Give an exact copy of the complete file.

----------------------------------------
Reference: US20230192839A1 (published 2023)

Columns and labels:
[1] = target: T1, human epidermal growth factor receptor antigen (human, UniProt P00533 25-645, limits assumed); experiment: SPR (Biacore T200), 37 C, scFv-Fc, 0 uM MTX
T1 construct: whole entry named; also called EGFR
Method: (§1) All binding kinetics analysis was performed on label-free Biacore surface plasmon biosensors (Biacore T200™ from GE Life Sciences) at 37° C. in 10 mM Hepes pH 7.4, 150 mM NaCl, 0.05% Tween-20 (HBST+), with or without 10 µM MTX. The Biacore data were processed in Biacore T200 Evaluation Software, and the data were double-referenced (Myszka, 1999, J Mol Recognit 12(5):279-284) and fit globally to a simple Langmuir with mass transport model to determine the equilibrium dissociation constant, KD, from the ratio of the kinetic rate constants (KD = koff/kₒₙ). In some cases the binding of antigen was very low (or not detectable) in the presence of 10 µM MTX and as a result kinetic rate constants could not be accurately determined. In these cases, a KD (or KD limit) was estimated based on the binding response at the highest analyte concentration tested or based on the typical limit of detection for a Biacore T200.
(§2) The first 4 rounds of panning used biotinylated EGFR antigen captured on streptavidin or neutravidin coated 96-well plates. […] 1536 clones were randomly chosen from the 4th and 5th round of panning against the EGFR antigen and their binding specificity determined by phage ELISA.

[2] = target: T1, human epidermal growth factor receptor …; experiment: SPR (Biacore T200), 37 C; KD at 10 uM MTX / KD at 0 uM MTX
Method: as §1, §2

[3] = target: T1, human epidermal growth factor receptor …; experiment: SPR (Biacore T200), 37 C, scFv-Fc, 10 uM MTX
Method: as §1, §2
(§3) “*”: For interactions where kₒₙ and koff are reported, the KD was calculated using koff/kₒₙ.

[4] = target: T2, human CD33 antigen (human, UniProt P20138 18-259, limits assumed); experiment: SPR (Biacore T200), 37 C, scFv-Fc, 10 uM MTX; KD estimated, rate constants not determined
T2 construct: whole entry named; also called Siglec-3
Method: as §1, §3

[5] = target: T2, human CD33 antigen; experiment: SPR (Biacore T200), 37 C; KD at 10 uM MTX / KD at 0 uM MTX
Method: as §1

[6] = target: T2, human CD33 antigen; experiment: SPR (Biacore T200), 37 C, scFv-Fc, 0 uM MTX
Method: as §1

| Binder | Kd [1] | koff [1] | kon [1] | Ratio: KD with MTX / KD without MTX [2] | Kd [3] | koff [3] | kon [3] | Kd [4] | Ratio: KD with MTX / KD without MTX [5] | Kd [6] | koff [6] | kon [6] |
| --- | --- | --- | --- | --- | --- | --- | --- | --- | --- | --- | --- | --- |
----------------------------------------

Reference: US20230192839A1 (published 2023)

Columns and labels:
[1] = target: T1, human epidermal growth factor receptor antigen (human, UniProt P00533 25-645, limits assumed); experiment: SPR (Biacore T200), 37 C, scFv-Fc, 0 uM MTX
T1 construct: whole entry named; also called EGFR
Method: (§1) All binding kinetics analysis was performed on label-free Biacore surface plasmon biosensors (Biacore T200™ from GE Life Sciences) at 37° C. in 10 mM Hepes pH 7.4, 150 mM NaCl, 0.05% Tween-20 (HBST+), with or without 10 µM MTX. The Biacore data were processed in Biacore T200 Evaluation Software, and the data were double-referenced (Myszka, 1999, J Mol Recognit 12(5):279-284) and fit globally to a simple Langmuir with mass transport model to determine the equilibrium dissociation constant, KD, from the ratio of the kinetic rate constants (KD = koff/kₒₙ). In some cases the binding of antigen was very low (or not detectable) in the presence of 10 µM MTX and as a result kinetic rate constants could not be accurately determined. In these cases, a KD (or KD limit) was estimated based on the binding response at the highest analyte concentration tested or based on the typical limit of detection for a Biacore T200.
(§2) The first 4 rounds of panning used biotinylated EGFR antigen captured on streptavidin or neutravidin coated 96-well plates. […] 1536 clones were randomly chosen from the 4th and 5th round of panning against the EGFR antigen and their binding specificity determined by phage ELISA.

[2] = target: T1, human epidermal growth factor receptor …; experiment: SPR (Biacore T200), 37 C; KD at 10 uM MTX / KD at 0 uM MTX
Method: as §1, §2

[3] = target: T1, human epidermal growth factor receptor …; experiment: SPR (Biacore T200), 37 C, scFv-Fc, 10 uM MTX
Method: as §1, §2
(§3) “*”: For interactions where kₒₙ and koff are reported, the KD was calculated using koff/kₒₙ.

[4] = target: T2, human CD33 antigen (human, UniProt P20138 18-259, limits assumed); experiment: SPR (Biacore T200), 37 C, scFv-Fc, 10 uM MTX; KD estimated, rate constants not determined
T2 construct: whole entry named; also called Siglec-3
Method: as §1, §3

[5] = target: T2, human CD33 antigen; experiment: SPR (Biacore T200), 37 C; KD at 10 uM MTX / KD at 0 uM MTX
Method: as §1

[6] = target: T2, human CD33 antigen; experiment: SPR (Biacore T200), 37 C, scFv-Fc, 0 uM MTX
Method: as §1

| Binder | Kd [1] | koff [1] | kon [1] | Ratio: KD with MTX / KD without MTX [2] | Kd [3] | koff [3] | kon [3] | Kd [4] | Ratio: KD with MTX / KD without MTX [5] | Kd [6] | koff [6] | kon [6] |
| --- | --- | --- | --- | --- | --- | --- | --- | --- | --- | --- | --- | --- |